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Your Turn: Our Fight Against Sin


The fight against sin is a brutal fight. Jesus was serious about killing sin (Matthew 5:29-30). If you’re like me, you have tried to “cut off” certain aspects of your life to obtain some victory over that sin (e.g., burn the DVDs, CDs, and get rid of the internet). Though that may help, it doesn’t address the heart of the problem (Jeremiah 17:9-10; Matthew 15:19). Ultimately, you and I have a heart problem, and it needs to be addressed on a daily basis.

In Psalm 119:9 the Psalmist asks, “How can a young man keep his way pure?” Then answers it: “By keeping it according to your word.” Basically, “by being obedient to God.” However, I have found it impossible to keep a perfectly pure and obedient life. Thankfully, God took care of that for me in Jesus Christ. He sent Christ to die for my sins and made me alive together with Him (Ephesians 2:4-9). I have to constantly remind myself of this truth. However, because I’m not completely free of this sinful flesh (until heaven), what can be done to become less sinful? Thankfully the Psalmist didn’t stop with verse 9. He goes on and gives at least three principles that I have to constantly put into practice.

First, I must seek God.

My daily routine usually begins between 5 and 5:30 a.m. where I’ll spend an hour in reading and memorizing Scripture. I’ll then go for a walk, praying and expressing gratitude for all that God has given me, asking Him for help in the day and praying through the text I read or memorized. Then my whole day is sometimes spent reminding myself of those truths.

Psalm 119:10 says, “With my whole heart I seek you; let me not wander from your commandments!” The Psalmist understood that ultimately the end is not God’s Word but rather God himself. The greatest command is that we should love God with everything (Deuteronomy 6:5). All the commands for obedience hang on this (Matthew 22:40). The Psalmist understood this. So how did he do that? He did that simply by praying (the whole Psalm is to God) and asking God to keep him from wandering. Also, by reading, meditating and treasuring God’s Word.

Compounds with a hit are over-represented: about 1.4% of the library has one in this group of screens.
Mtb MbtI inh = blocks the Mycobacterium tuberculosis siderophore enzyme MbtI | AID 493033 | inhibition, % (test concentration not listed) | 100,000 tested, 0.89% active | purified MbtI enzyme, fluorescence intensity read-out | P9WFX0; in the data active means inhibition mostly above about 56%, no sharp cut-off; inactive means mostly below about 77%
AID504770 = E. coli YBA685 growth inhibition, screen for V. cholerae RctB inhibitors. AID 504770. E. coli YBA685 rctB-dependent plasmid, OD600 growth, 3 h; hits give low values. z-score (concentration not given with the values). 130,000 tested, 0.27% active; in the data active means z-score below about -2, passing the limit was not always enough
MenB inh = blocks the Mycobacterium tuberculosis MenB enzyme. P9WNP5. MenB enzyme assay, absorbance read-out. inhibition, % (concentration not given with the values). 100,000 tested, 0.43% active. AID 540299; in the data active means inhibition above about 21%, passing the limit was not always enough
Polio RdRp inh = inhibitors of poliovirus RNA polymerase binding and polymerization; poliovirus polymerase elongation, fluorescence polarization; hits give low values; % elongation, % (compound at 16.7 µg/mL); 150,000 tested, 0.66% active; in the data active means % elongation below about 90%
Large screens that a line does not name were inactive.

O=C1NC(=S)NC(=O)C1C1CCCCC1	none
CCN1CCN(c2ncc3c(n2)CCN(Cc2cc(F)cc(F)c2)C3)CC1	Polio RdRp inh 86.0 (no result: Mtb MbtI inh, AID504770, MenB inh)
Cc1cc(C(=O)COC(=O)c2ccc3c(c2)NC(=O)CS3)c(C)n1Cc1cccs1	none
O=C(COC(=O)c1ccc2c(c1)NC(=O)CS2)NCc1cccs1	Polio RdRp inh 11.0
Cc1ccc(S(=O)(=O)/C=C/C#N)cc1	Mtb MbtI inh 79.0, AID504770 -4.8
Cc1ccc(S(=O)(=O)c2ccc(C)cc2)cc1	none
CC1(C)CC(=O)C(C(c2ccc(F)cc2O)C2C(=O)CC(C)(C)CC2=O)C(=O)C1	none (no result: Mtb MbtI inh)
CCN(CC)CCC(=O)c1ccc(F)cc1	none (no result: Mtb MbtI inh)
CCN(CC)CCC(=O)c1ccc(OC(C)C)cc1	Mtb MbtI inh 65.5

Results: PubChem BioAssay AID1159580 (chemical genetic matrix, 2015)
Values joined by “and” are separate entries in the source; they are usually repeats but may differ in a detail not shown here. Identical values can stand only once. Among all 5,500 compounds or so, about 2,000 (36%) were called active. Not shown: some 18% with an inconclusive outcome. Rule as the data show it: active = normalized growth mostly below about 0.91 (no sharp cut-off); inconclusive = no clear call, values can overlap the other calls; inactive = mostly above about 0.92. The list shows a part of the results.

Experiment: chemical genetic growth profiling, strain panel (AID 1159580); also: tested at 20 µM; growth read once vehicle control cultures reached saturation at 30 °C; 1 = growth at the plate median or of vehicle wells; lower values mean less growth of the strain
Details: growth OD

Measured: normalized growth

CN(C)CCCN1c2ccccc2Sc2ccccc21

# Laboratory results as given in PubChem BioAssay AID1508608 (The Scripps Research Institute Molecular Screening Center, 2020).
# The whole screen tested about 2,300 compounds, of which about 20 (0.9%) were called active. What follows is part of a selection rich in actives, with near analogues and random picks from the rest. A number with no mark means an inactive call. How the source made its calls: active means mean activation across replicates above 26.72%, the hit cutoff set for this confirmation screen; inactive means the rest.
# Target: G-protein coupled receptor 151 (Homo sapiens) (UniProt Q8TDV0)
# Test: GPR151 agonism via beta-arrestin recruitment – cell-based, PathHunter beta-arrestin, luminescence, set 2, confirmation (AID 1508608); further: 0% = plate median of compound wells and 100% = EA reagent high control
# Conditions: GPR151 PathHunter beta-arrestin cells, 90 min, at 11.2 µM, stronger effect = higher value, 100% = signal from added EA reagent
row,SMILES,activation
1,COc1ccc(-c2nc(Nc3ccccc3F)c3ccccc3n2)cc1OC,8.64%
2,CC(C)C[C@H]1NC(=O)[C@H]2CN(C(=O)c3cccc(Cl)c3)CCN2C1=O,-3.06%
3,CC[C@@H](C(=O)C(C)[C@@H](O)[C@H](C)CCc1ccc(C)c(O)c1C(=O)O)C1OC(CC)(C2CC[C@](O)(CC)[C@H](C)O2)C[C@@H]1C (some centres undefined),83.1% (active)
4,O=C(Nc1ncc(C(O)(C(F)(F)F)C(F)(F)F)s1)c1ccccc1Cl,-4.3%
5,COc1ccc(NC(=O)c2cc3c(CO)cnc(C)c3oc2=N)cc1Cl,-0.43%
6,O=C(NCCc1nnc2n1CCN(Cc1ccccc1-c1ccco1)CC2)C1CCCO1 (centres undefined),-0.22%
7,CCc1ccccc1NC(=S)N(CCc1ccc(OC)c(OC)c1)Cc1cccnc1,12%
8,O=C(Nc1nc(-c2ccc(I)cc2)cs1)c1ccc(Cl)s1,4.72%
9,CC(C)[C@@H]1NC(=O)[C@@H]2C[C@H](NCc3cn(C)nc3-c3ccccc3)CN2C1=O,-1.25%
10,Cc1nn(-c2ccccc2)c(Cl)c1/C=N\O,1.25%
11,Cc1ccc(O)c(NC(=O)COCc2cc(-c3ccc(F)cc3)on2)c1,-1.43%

Second, God must teach me.

The Psalmist continues to say, “Blessed are You, O LORD; teach me your statutes” (119:12). It is important to understand that if I am to grow, God must teach me. The only teaching that comes from God is teaching from His Word. Therefore, I fully engage myself in a church (Sunday service, Bible studies, serving, etc.) that teaches and preaches from the Word of God. Because when the Word is preached, then I know God will teach me, and my faith will grow (Romans 10:17; 14:23). By doing this, I’m spending time with people instead of by myself. God’s people are amazing. Despite their sin (note: they are growing, too!) they are constantly turning me back to God with little reminders of His truth.

Third, I must actively fight.

Finally, the Psalmist expresses his involvement in the process. Not just in verses 9-16, but the whole Psalm. He says, “With my lips I declare all the rules of your mouth” (v. 13). He also repeatedly says, “I will” (vv. 14-16). He fully engaged himself in the process. So also, I have to get myself off the couch, away from the TV, away from the video games and away from doing whatever pleases me. Like the Psalmist, I can then share the love of God with others (v. 13).

Amazing things happen when one evangelizes. I have walked away many times feeling so full of Christ. I wonder sometimes if evangelism is more about filling me up rather than about others (probably both). I also engage myself in meditation and fixing my eyes upon His Word (Psalm 119:15). All these activities require my participation.

Finally, fighting sin is a fight for joy!

Ultimately, my joy — my eternal joy — is at stake. This is why the Psalmist says, “In the way of your testimonies I delight” (v. 14) and “I will delight in your statutes” (v. 16). When I begin to engage myself in this fight in the way the Psalmist expresses it, I find the fight to be a joyful fight to know God. Though this doesn’t make me sin-free, the pursuit has changed me and continues to change me from the inside out. The key is to be faithful.

Will you also do the same?

 Frank Martens grew up the oldest of nine and works full time as an IT Specialist in Los Angeles.

If you would like to contribute a post to the Boundless blog’s “Your Turn” Friday feature, see “Writers Wanted” for more details.


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